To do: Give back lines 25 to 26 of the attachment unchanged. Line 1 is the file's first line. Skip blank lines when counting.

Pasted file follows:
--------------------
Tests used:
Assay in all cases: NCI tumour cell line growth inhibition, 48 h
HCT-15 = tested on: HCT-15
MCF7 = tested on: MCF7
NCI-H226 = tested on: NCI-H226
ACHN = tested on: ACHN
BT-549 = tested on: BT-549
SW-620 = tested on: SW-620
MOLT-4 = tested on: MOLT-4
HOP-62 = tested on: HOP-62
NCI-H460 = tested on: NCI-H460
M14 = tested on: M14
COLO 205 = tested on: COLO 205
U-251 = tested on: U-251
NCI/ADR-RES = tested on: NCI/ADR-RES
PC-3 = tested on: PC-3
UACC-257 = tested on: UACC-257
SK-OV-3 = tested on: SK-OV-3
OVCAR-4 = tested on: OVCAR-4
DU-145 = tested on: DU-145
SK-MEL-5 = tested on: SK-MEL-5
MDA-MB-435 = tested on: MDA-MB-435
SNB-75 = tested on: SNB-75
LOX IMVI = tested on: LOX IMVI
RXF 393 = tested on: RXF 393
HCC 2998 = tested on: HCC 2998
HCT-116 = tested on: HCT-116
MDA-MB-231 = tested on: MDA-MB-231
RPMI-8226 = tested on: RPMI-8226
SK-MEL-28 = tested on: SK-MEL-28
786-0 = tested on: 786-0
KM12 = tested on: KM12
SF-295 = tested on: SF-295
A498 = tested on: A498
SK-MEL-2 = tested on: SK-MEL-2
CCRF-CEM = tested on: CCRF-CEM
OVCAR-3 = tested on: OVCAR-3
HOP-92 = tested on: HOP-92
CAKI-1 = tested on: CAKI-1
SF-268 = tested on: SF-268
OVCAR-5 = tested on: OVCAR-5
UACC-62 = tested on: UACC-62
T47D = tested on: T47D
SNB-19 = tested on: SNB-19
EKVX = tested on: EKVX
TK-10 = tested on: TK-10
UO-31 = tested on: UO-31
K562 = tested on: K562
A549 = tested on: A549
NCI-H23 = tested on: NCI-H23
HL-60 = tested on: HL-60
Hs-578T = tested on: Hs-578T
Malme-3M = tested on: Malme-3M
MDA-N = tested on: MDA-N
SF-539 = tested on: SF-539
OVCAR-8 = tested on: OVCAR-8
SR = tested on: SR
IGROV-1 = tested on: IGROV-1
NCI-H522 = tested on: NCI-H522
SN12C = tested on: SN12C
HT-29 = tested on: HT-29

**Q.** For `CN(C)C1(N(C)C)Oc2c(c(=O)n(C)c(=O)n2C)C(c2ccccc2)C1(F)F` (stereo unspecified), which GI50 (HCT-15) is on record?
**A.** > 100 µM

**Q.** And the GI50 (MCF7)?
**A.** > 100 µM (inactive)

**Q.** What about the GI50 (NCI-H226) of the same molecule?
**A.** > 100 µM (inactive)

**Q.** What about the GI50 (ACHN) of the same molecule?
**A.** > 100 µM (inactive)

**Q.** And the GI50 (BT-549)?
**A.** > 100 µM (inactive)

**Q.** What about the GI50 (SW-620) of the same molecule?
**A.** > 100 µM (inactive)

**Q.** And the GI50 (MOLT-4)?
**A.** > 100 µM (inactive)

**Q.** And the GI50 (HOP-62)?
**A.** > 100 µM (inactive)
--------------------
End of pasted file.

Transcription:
RXF 393 = tested on: RXF 393
HCC 2998 = tested on: HCC 2998